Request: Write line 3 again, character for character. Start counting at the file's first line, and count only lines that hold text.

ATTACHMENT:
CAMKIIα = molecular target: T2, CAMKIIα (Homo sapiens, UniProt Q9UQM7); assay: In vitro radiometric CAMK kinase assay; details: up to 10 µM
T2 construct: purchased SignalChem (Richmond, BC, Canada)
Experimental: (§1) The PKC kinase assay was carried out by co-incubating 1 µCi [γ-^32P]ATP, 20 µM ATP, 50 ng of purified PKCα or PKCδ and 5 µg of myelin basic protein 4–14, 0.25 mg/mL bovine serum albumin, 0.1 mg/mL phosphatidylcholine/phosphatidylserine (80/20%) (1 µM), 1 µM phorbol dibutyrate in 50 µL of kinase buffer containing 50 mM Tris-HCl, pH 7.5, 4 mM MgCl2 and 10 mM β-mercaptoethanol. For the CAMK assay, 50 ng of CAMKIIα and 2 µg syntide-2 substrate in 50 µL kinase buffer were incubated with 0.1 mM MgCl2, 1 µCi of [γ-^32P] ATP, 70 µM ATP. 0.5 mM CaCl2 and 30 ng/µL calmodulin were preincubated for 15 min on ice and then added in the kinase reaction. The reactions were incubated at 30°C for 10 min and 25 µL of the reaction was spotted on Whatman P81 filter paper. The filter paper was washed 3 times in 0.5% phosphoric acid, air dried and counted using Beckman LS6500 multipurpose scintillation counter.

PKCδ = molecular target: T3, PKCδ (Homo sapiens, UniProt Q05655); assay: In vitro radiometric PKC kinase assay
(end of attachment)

Experimental: (§1) The PKC kinase assay was carried out by co-incubating 1 µCi [γ-^32P]ATP, 20 µM ATP, 50 ng of purified PKCα or PKCδ and 5 µg of myelin basic protein 4–14, 0.25 mg/mL bovine serum albumin, 0.1 mg/mL phosphatidylcholine/phosphatidylserine (80/20%) (1 µM), 1 µM phorbol dibutyrate in 50 µL of kinase buffer containing 50 mM Tris-HCl, pH 7.5, 4 mM MgCl2 and 10 mM β-mercaptoethanol. For the CAMK assay, 50 ng of CAMKIIα and 2 µg syntide-2 substrate in 50 µL kinase buffer were incubated with 0.1 mM MgCl2, 1 µCi of [γ-^32P] ATP, 70 µM ATP. 0.5 mM CaCl2 and 30 ng/µL calmodulin were preincubated for 15 min on ice and then added in the kinase reaction. The reactions were incubated at 30°C for 10 min and 25 µL of the reaction was spotted on Whatman P81 filter paper. The filter paper was washed 3 times in 0.5% phosphoric acid, air dried and counted using Beckman LS6500 multipurpose scintillation counter.